So last night was the Junior/Senior Prom, or simply put, JS Prom. Roughly 450-500 students came, dressed in their best, to dance, to schmooze, to simply have a good time. During the first part, where the hundreds of students walked down an aisle in pairs, the male teachers, myself, and Melissa, the Australian volunteer, all went out for some libations (it was a hot night, what do you expect!?). Upon returning, the students were doled out box dinners of tuna sandwiches, fried chicken and rice. The teachers table had their own...refreshments. We had a big pot of gin and Tang with sliced apples in the mix. I would sure as hell have gone to my own high school prom if there was fried chicken and gin.
Tangent, ahem, so the students had their box dinners and socialized in large groups, according to year. The juniors wore pink and the seniors wore blue. Here is a picture of the juniors, not because I like them more but because the pic I got of the seniors came out blurry. See the people in the bleachers to the left? Both sides of the auditorium were filled with parents, watching their students' every move. Probably because of the Fried Chicken.
After the dinner and the socializing, each section of each grade made dance presentations, usually to swing music, which should not imply swing dancing. Filipino teenagers love nothing more than to cut-a-rug American-club style. The presentations were very entertaining; it was obvious that the students had worked on them a long time. Finally, after the presentations, the students got what they came for: a disco. WAITAMINUTE! You mean to tell me they disco!? Well, not really. It's more like a club scene, they just call it a disco. Observe:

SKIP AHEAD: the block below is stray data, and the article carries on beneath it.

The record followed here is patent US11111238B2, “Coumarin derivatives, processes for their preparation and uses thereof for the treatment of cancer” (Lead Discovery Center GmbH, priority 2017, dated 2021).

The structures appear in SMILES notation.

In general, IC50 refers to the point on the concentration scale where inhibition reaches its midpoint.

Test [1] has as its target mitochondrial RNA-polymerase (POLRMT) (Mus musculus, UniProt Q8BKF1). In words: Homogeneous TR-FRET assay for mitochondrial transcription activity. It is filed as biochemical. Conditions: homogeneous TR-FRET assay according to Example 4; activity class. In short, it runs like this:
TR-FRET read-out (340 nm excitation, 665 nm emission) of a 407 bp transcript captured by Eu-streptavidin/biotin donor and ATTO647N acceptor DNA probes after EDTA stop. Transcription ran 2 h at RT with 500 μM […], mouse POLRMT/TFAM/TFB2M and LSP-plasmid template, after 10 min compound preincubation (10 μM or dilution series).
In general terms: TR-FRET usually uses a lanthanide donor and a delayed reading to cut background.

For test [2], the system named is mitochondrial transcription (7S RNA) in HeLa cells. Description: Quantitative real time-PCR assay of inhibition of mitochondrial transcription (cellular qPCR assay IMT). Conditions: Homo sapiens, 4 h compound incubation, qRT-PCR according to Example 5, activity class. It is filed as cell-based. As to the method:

So, as you can see, it's less of a disco and more like a...Filipino style Bar Mitzvah.
It was a real fun time. The best thing about being the Peace Corps volunteer and teacher is how popular I am. I could walk into the middle of the dance and just start dancing. In seconds there would be a group of students around me, emulating every dorky dance move I could muster. This is the closest I will ever come to celebrity status. I even got to hang out with the prom queen, by request! Look at the tie! Look at how good it looks! I did it myself after an hour of practice with a downloaded how-to YouTube video (proud of me dad?). The Internet is almost necessary for the, ahem, professional volunteers these days.